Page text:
2. How did it rank: 3 high, 2 medium, 1 low
  3. Some notes: slightly grainy, melted quickly, creamy molasses

Root Chocolate 70% Madagascar

  1. Where did we get it: we made it!
  2. How did it rank: 4 high, 1 medium, 1 low
  3. Some notes: fruit and citrus, nutty smell, raisin, dry but lingering flavor, complex

Dave Huston’ 70% Upala, Costa Rica

  1. Where did we get it: visiting with our buddy a few weeks ago
  2. How did it rank: 1 high, 1 medium, 4 low
  3. Some notes: smells fruity, bold flavors, burnt ending, pirate, smoky

Root Chocolate 70% Siriana, Costa Rica

  1. Where did we get it: we made it!
  2. How did it rank: 1 high, 1 medium, 4 low
  3. Some notes: sharp, tart, very dry and astringent, roasted, cocoa powdery

Root Chocolate 70% Oko Caribe, Dominican Republic

  1. Where did we get it: this was our first batch in the Premier Wonder Grinder!
  2. How did it rank: 3 high, 3 medium, 0 low
  3. Some notes: lots of flavors, milky, dairy, roasted marshmallow, earthy

Taza’s 70% Cacao Puro

  1. Where did we get it: we bought a mixed flavor pack at Cacao in Portland a couple months ago, I’ve been wanting to try Taza for a long time, since one of my favorite memories with chocolate was eating Mayordomo (a very similar style) in Oaxaca, Mexico
  2. How did it rank: 2 high, 2 medium, 2 low
  3. Some notes: granules – polarizing, sweet buttery flavor

Castronovo 72% Criollo+Trinitario, Sierra Nevada, Colombia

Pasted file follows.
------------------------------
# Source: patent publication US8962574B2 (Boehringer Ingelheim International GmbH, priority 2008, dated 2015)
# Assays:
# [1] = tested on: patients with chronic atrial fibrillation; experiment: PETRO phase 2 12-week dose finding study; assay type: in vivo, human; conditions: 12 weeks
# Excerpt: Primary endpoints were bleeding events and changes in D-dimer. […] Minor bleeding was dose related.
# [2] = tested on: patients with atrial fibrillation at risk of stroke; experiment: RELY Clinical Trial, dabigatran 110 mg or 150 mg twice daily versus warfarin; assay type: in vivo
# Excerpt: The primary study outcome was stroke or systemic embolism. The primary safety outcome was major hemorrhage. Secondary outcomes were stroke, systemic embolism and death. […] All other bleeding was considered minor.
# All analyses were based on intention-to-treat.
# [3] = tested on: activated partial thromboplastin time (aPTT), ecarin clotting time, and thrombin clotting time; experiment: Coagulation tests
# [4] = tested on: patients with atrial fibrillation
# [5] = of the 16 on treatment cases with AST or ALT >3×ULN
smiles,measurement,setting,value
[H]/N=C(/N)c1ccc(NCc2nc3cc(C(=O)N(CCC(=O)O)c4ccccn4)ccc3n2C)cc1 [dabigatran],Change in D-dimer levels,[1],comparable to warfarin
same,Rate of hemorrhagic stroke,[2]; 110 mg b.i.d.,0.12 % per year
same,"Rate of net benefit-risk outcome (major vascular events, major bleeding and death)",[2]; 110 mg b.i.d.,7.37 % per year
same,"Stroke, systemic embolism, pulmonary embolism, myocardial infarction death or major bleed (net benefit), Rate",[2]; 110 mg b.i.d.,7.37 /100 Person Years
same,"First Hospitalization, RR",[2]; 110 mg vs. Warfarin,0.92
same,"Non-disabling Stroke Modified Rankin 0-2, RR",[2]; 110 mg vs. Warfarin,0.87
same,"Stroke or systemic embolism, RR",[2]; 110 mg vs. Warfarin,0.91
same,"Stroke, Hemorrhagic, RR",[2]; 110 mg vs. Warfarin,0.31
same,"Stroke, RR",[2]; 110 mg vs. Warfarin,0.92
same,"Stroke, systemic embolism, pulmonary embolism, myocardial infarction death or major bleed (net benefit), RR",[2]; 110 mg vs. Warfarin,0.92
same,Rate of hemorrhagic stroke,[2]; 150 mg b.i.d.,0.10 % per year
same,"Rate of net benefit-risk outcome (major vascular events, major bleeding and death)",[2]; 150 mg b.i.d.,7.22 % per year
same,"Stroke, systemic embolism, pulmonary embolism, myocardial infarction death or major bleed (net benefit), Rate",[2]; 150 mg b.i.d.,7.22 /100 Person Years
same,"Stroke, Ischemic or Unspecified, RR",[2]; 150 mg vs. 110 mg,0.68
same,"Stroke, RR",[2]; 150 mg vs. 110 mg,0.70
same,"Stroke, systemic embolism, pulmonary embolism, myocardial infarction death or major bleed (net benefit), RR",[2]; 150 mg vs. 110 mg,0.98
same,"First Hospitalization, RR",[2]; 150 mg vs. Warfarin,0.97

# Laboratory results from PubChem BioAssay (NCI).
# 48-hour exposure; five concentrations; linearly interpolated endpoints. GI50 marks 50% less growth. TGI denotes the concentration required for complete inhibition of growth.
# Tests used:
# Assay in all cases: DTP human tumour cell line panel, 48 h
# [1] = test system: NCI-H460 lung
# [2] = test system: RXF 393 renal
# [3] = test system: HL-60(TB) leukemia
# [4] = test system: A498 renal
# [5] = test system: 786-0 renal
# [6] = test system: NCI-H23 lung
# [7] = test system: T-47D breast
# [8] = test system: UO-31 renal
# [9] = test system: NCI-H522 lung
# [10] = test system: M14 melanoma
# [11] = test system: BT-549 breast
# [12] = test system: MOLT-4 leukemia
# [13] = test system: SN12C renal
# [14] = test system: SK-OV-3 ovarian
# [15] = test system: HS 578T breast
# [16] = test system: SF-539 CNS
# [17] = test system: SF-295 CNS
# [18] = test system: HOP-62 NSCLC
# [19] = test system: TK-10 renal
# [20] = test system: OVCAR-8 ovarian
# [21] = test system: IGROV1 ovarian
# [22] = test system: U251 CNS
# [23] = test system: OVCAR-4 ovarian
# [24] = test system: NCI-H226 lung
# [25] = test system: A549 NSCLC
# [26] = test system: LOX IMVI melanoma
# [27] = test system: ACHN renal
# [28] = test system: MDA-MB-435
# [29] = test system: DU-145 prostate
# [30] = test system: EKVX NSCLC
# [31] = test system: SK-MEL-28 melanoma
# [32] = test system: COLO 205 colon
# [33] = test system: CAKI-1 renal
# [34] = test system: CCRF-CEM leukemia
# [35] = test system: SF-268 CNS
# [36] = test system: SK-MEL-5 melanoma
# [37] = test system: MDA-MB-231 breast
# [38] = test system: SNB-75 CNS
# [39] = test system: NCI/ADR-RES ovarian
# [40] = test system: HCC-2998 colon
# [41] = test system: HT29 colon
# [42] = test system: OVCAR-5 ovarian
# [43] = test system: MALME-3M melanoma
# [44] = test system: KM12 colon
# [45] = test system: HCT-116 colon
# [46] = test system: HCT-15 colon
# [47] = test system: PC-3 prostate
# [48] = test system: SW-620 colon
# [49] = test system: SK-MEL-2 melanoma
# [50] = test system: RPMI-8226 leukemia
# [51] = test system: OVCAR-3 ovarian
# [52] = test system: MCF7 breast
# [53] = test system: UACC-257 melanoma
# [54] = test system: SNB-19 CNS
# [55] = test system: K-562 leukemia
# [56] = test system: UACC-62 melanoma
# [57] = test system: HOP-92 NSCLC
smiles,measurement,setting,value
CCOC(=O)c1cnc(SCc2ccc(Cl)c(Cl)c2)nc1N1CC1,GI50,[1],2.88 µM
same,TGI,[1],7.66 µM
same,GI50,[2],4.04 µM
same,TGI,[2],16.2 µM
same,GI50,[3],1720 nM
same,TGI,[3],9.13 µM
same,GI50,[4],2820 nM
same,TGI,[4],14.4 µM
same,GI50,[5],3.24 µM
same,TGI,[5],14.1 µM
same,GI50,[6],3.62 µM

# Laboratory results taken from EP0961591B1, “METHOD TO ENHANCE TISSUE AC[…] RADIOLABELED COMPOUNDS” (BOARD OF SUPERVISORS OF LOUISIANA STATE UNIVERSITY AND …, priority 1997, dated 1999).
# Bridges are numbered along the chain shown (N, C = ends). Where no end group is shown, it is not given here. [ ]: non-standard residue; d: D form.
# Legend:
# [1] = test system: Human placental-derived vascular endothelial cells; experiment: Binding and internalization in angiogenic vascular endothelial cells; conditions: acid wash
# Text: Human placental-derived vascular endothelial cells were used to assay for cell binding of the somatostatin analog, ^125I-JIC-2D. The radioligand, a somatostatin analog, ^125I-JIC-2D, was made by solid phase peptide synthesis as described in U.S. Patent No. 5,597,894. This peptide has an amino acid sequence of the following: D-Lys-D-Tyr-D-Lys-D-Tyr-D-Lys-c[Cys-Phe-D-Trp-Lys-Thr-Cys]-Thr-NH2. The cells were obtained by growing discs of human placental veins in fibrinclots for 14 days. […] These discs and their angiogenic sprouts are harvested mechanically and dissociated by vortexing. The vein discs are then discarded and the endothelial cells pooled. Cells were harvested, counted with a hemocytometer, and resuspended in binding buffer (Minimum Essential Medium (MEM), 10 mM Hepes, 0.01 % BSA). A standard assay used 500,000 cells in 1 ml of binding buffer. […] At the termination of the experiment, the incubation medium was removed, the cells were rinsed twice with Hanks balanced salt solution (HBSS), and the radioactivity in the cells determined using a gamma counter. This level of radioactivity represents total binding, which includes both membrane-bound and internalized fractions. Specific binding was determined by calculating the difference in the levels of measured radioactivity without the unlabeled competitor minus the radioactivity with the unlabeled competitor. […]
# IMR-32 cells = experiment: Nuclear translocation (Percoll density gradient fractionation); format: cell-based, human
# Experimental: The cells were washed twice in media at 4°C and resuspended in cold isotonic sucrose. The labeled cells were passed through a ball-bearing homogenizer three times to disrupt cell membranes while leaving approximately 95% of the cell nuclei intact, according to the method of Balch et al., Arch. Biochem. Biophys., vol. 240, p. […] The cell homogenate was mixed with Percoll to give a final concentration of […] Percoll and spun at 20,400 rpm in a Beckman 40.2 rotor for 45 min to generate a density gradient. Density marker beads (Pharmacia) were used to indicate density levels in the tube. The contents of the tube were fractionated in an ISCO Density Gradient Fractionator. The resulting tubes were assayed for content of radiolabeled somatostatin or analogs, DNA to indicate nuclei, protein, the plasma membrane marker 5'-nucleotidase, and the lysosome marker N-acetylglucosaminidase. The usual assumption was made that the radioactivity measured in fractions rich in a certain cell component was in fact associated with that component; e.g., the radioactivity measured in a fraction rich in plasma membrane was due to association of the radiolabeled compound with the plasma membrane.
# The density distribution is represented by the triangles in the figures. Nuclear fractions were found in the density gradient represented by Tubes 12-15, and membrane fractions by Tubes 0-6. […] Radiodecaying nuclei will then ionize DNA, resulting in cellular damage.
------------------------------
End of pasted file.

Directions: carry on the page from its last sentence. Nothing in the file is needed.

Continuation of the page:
1. Where did we get it: I bought it at The Chocolate Garage during my first visit many months ago. We intend to go back and taste more chocolate there soon!
  2. How did it rank: 3 high, 2 medium, 1 low
  3. Some notes: spices, buttery, toasted cream, black tea, not exciting, caramel

Root Chocolate 75% Venezuela

  1. Where did we get it: we roasted the beans with John Nanci in Oregon, then we made it!
  2. How did it rank: 2 high, 3 medium, 1 low
  3. Some notes: generic, almond, plastic, intense deep chocolate

Root Chocolate 85% Madagascar

  1. Where did we get it: we made it!
  2. How did it rank: 1 high, 3 medium, 2 low
  3. Some notes: hard, tangy, acidic, chemical burnt, slightly grainy

Taza’s 85% Super Dark

  1. Where did we get it: we bought a mixed flavor pack at Cacao in Portland a couple months ago, I’ve been wanting to try Taza for a long time, since one of my favorite memories with chocolate was eating Mayordomo (a very similar style) in Oaxaca, Mexico
  2. How did it rank: 0 high, 1 medium, 4 low
  3. Some notes: coffee, spicy, bitter finish, smell like dairy
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One thought on “Thanksgiving Chocolate Tasting

  1. Yeah…I once did a “massive” tasting with friends and family of 12 chocolates…and yes…our tastebuds were blown out after maybe the first five. Now…I prefer only doing tastings between 4 chocolates at most in sort of a playoff format. I pit two against each other and pick the winner. Have some room temp water to help the palate. Then, pit the other “semifinalists” against each other. Water. Then pit the two winners against each other. Water. Then finally the two losers. After that I have a 1-4 ranking. And…I usually try to keep the cacao percentages pretty much the same…maybe only varying by 3% at most. One day, I’d like to pit four makers bars made from the same beans against each other. That would be interesting!!!